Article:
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Noemi Millman: Triopter: First Steps: Configuring Wordpress

First Steps: Configuring WordPress

I planned to document the process of setting up this site, so here’s the first installment.

WordPress’s famous “five-minute installation” is great. In fact, a lot of web hosts even have a “one-click” installation process available that takes even less time and doesn’t even require you to find out things like your database login.

And a default WordPress installation is very useful, and very close to ready to use. Its defaults for posting, commenting, and everything are very useful.

But there are always a few things I like to change. There are the obvious, such as setting up a tagline, changing the example “Hello World” entry, and deleting the example comment. Then there are the not-so-obvious things like permalinks and the blogroll. Here are the first three things I did with this blog after installing and changing the tagline:

Setting Up the Blogroll

WordPress comes with a default “blogroll”, a list of links to other people’s blogs – in this case the blogs of the WordPress developers. Since those links are useful to have (your dashboard will keep you updated on their posts and thus on updates and tricks about WordPress), but you don’t really want links to them, I set them all to be “invisible” (i.e. not shown on my public blog pages), and move them to a “default links” category to keep them out of the way.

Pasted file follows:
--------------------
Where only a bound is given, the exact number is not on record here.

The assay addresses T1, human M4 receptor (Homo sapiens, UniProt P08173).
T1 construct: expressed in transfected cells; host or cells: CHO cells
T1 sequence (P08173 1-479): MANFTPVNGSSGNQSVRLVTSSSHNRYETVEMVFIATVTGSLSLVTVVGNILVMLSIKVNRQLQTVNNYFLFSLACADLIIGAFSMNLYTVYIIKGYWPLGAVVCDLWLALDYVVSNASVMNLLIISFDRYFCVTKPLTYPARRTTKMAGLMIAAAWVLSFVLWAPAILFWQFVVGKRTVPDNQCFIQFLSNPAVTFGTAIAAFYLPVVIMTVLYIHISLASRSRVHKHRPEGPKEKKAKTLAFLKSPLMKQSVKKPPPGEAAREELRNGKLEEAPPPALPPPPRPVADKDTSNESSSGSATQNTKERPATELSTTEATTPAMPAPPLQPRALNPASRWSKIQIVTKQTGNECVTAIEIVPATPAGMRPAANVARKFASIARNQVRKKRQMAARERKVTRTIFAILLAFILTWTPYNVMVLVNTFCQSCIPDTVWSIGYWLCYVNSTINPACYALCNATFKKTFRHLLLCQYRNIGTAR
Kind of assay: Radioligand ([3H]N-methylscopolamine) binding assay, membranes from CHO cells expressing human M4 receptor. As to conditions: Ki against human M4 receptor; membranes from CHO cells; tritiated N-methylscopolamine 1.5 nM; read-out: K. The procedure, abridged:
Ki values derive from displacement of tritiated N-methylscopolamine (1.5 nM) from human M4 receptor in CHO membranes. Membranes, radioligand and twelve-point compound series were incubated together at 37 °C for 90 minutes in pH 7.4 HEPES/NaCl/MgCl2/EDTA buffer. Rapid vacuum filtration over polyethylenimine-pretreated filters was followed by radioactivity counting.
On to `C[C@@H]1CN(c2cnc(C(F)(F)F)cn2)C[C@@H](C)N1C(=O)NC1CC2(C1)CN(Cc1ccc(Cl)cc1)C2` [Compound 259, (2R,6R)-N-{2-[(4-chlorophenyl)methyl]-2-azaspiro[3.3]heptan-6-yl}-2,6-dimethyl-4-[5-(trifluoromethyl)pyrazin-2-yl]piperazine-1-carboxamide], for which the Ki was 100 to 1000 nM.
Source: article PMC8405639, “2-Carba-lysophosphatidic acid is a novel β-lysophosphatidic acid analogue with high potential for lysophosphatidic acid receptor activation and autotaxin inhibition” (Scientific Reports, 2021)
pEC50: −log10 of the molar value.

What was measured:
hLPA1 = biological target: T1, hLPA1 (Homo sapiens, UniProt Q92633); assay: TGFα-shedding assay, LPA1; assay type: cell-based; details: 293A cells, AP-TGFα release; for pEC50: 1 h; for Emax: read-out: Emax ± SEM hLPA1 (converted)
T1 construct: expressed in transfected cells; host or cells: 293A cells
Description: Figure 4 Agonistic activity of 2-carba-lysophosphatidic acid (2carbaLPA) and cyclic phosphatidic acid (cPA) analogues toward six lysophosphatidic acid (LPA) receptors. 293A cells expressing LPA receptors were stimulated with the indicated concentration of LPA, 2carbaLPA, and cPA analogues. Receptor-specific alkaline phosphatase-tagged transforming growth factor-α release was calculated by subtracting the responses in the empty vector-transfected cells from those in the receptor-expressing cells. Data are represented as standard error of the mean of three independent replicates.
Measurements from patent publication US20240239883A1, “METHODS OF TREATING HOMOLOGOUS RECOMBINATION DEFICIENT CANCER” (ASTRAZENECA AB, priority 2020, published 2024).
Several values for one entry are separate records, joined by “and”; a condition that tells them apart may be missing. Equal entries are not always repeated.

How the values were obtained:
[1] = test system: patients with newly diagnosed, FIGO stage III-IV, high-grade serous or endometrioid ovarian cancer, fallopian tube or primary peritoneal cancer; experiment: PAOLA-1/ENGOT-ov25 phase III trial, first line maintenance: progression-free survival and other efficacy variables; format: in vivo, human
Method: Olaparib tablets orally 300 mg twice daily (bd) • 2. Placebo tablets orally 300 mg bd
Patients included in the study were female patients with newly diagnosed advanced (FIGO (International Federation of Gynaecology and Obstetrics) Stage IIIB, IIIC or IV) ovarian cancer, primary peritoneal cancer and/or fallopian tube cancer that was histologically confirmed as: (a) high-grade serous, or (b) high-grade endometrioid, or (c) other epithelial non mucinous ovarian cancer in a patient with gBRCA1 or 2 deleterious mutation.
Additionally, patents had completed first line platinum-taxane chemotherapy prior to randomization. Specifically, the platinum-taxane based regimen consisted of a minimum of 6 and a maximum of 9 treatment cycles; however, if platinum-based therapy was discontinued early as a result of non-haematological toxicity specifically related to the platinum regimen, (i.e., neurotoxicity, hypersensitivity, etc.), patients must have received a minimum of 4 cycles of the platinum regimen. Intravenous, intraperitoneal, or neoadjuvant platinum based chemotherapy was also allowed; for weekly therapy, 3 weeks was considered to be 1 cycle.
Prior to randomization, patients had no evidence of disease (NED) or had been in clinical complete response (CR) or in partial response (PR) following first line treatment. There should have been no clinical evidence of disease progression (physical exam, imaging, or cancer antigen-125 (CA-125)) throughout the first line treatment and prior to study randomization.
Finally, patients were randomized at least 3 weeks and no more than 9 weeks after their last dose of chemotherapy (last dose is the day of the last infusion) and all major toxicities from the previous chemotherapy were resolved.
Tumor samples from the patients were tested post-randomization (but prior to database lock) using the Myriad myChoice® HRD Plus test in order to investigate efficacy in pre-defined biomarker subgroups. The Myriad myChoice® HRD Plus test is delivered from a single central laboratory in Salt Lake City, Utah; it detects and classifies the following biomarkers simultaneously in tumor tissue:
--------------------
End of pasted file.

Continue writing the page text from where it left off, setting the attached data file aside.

Once you’ve done that, you can add your own friends’ blogs to your links list, and make them visible. Or you can wait and do that later.

Customizing Permalinks

What are permalinks? Well, usually when you write a post, it appears on the front page of your blog. As you write more, eventually that post will be bumped off the bottom of that page, and become just an archived post. A permalink is a permanent link to that post, a URL that will always reach it, regardless of whether or not it’s still on the front page.

WordPress allows you to set up your permalinks (go to Options => Permalinks, in the admin menu) to look however you want them to (although to do so, you really need to be on UNIX-based hosting, and to make sure your host has enabled something called mod_rewrite). I use a friendly format that includes the post title, which is also great for getting your site ranked well in search engines.

You can also add other things to the URL, such as the word “archive”, the year, month, or day of the post, the author’s name, or more. WordPress then lets you know if you need to update a special file called .htaccess in order to make sure that it can pull up the appropriate post for each link.

Changing Your Name

Finally, I like to go to the “Users” menu and add a “Nickname” to my profile. Once you save the nickname, the profile panel will give you the option to use it when displaying your name on the blog (for instance, when indicating who the author of a post is). This way, it doesn’t say that each post was written by “admin”, or whatever your username is.

Start Writing

That’s it! Just these few steps should be enough to get you started writing. After that come themes and plugins, which are wholly optional, but will give your blog more personality and make it a richer experience. And which are a topic for another post. Or three. Or thirty.

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